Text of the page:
How are the RIAS and RIAS-2 Tests Scored?
The RIAS and RIAS-2 include a two-subtest Verbal Intelligence Index (VIX), a two-subtest Nonverbal Intelligence Index (NIX), and a Composite Intelligence Index (CIX), created by combining the VIX and NIX scores. The CIX assesses overall general intelligence (g), including the ability to reason, solve problems, and learn. A Composite Memory Index (CMX) is derived from the two supplementary memory subtests, Verbal Memory and Nonverbal Memory.
Although labeled the Verbal Intelligence Index, the VIX also is a reasonable approximation of crystallized intelligence. The NIX comprises subtests that assess nonverbal reasoning and spatial ability. Although labeled the Nonverbal Intelligence Index, the NIX also provides a reasonable approximation of fluid intelligence. These two indexes of intellectual functioning are then combined to form an overall Composite Intelligence Index (CIX). By combining the VIX and the NIX to form the CIX, a stronger, more reliable assessment of general intelligence (g) is obtained. The CIX measures the two most important aspects of general intelligence according to recent theories and research findings: reasoning or fluid abilities and verbal or crystallized abilities. Each of these indexes is expressed as an age-corrected student. These scores are normally distributed and can be converted to a variety of other metrics if desired.
The RIAS includes four subtests: Verbal Intelligence (VIX), Nonverbal Intelligence (NIX), Composite Intelligence Index (CIX), and the Composite Memory Index (CMX).
Each of the four RIAS subtests generates a raw score, which is the total number of correct responses given by the test-taker. These raw scores are then converted into standardized scores using age-based normative data, creating a more meaningful and interpretable measure.
For the VIX, NIX, and CMX, the standard scores have a mean of 100 and a standard deviation of 15. This means that a score of 100 is considered average, falling directly in the middle of the standard distribution of scores. A standard deviation of 15 implies that about 68% of scores will fall within one standard deviation of the mean (between 85 and 115), and about 95% of scores will fall within two standard deviations (between 70 and 130).
The CIX is an overall measure of intelligence derived from the VIX and NIX subtests and has a mean of 100 and a standard deviation of 15 as well.
Interpreting the Scores
Scores are generally interpreted as follows:
- Below 70: Extremely Low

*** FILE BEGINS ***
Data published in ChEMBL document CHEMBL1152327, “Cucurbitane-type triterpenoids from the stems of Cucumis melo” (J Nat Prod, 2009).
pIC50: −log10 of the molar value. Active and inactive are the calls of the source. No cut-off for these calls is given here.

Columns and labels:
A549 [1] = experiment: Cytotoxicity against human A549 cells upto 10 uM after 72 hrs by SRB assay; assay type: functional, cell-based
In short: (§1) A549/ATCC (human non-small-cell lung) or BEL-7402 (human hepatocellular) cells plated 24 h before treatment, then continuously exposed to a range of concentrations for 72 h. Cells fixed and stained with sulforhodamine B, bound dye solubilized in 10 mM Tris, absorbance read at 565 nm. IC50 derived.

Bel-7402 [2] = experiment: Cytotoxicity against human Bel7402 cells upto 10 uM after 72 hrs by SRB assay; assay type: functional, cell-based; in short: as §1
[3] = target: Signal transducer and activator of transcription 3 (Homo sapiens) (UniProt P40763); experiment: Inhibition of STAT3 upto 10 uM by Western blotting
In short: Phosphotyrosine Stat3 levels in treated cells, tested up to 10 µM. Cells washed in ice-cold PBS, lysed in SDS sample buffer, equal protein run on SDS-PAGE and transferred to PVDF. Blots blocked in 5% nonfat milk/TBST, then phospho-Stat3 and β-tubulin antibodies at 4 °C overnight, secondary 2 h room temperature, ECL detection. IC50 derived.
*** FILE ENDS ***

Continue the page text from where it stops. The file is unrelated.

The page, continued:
- 70–79: Borderline
- 80–89: Low Average
- 90–109: Average
- 110–119: High Average
- 120–129: Superior
- 130 and above: Very Superior
Here’s a closer look at each subtest and what they measure:
- Verbal Intelligence (VIX): This subtest assesses verbal reasoning and concept formation skills, often linked to academic success. A high VIX score would indicate strong verbal reasoning abilities, whereas a low score might suggest difficulties in understanding or using verbal information.
- Nonverbal Intelligence (NIX): This measures nonverbal reasoning and spatial processing abilities, often associated with problem-solving skills and understanding complex concepts. A high NIX score suggests an individual is skilled in nonverbal problem-solving and concept formation, while a low score might indicate difficulty with these skills.
- Composite Intelligence Index (CIX): This is a combined measure of the VIX and NIX subtests, offering an overall estimate of a person’s intellectual capacity. It considers both verbal and nonverbal intelligence, thus providing a balanced picture of cognitive abilities.
- Composite Memory Index (CMX): This assesses an individual’s ability to remember verbal and nonverbal information after a delay. A high CMX score indicates good memory skills, while a low score may suggest memory difficulties.
When interpreting these scores, it’s essential to consider them within the broader context of the individual’s life, including their academic performance, socio-cultural background, and any known physical, psychological, or learning-related factors. It’s also important to remember that the RIAS, like all psychological assessments, is only one aspect of a comprehensive evaluation and should not be used in isolation to make diagnoses or decisions about interventions or supports.
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